Contingency plan designed to deal with rising Congo fever cases


ISLAMABAD: In the wake of recent surge in Crimean Congo Haemorrhagic Fever (CCHF) cases, a contingency plan has been designed for prevention and control of the disease, especially during Eid-ul-Azha because of exposure to tick infected animals and their massive movement.

An important meeting was held comprising representatives of the National Institute of Health (NIH) with Ministry of Inter Provincial Coordination (IPC) here on Tuesday, aimed at developing a strategy to curtail the fever.

During the meeting, it was informed that most cases of the CCHF are reported between March to May and August to October and there is an increased risk of CCHF virus transmission during Eid-ul-Azha.

The CCHF, generally known as Congo Fever, is a zoonotic disease with established Vector-born transmission.

During the meeting, Dr. Mukhtar Ahmad, the Executive Director of NIH, remarked that without an effective surveillance system and community participation, public health system could not work efficiently.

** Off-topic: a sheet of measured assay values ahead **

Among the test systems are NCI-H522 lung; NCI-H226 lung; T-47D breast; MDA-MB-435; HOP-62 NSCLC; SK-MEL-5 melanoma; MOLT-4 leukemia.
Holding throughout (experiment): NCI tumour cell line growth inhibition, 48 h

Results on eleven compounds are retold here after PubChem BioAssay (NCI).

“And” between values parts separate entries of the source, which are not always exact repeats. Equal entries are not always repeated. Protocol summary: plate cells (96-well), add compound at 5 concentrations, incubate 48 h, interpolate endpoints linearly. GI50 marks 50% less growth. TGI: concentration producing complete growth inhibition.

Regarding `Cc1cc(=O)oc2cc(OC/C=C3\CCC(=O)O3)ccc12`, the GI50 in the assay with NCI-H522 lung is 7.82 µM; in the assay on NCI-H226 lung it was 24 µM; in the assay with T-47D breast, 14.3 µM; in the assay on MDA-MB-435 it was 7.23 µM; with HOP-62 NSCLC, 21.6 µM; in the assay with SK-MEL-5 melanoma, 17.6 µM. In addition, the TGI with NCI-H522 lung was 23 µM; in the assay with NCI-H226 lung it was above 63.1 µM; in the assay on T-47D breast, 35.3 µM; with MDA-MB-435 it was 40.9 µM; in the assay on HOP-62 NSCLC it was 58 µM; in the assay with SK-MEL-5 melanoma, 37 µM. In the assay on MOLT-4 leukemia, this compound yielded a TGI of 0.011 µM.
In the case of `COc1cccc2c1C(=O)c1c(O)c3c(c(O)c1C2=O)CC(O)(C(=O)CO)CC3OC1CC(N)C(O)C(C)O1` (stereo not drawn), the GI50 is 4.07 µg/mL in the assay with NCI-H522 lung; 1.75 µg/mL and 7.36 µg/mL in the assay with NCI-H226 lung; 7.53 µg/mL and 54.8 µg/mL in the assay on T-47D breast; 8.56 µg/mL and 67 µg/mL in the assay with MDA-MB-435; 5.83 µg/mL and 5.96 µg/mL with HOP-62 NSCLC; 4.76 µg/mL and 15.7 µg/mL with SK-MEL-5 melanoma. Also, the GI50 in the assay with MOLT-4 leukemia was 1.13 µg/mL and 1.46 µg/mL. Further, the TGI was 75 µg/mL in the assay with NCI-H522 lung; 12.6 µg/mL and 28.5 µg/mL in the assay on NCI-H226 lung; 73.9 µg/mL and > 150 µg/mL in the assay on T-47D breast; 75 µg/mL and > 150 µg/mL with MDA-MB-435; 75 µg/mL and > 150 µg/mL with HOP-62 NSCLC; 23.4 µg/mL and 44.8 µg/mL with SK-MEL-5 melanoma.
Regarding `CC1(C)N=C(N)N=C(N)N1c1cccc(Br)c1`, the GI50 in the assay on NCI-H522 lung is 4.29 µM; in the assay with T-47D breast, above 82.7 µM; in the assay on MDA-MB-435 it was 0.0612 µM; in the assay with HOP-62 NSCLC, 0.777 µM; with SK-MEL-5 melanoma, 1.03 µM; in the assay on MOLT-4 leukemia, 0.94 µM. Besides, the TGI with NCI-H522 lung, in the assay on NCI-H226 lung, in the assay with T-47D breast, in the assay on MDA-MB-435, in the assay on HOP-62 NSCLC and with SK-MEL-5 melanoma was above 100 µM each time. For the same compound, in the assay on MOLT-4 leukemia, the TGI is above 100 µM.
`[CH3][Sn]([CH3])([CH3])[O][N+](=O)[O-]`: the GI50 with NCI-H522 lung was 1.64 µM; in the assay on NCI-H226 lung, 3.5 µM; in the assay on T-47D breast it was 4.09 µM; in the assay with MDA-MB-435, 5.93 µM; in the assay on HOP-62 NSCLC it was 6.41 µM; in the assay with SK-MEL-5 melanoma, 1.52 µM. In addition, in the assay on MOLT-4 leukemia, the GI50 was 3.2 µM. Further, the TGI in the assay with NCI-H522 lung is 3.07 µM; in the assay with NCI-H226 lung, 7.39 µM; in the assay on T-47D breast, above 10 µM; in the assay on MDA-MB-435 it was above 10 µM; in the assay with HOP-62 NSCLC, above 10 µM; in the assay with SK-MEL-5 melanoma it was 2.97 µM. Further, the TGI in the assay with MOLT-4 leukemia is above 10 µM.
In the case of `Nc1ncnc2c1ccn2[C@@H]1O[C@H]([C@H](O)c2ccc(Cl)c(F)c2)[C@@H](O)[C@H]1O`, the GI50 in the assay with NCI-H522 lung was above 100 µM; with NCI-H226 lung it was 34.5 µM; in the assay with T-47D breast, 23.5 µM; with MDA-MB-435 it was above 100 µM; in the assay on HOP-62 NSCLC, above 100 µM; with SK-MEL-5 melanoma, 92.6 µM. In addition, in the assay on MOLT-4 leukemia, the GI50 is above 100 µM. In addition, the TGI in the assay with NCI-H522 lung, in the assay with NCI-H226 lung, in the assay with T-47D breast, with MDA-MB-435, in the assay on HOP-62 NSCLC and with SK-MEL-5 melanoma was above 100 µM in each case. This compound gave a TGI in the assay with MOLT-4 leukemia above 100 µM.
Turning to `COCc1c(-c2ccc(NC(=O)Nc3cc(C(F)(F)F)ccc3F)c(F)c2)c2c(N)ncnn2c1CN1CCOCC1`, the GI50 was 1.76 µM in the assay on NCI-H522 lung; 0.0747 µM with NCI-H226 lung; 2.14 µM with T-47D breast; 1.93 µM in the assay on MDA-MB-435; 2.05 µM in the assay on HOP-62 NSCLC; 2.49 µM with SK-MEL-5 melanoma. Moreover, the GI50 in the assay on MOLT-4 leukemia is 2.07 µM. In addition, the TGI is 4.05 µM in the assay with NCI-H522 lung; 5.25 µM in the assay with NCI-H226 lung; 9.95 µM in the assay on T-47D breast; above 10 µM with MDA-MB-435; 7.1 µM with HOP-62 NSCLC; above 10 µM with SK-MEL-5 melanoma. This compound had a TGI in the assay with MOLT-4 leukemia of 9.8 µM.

“There is a need to establish an effective Inter-sectoral coordination mechanism among relevant stakeholders, especially public health, animal health and environment adopting One-Health approach,” he added.

He said that the Islamabad NIH has been extensively supporting the provinces to enhance the diagnostic capacities of diseases of public health importance in addition to free testing of CCHF; he added that efforts are being made to establish a real time Integrated disease surveillance and response system in collaboration with the technical partners.

The disease has a much debilitating effect; if left unattended it could culminate into outbreak of dangerous epidemics.

During the meeting the CCHF situation in Pakistan from 1976 to 2017 was reviewed and the representatives from federal and provincial human health and livestock departments discussed the situation and gave recommendations.

After detailed discussions, the participants developed a comprehensive strategy of CCHF in which they designed a contingency plan for prevention and control of the disease and also identified the roles and responsibilities of the concern authorities.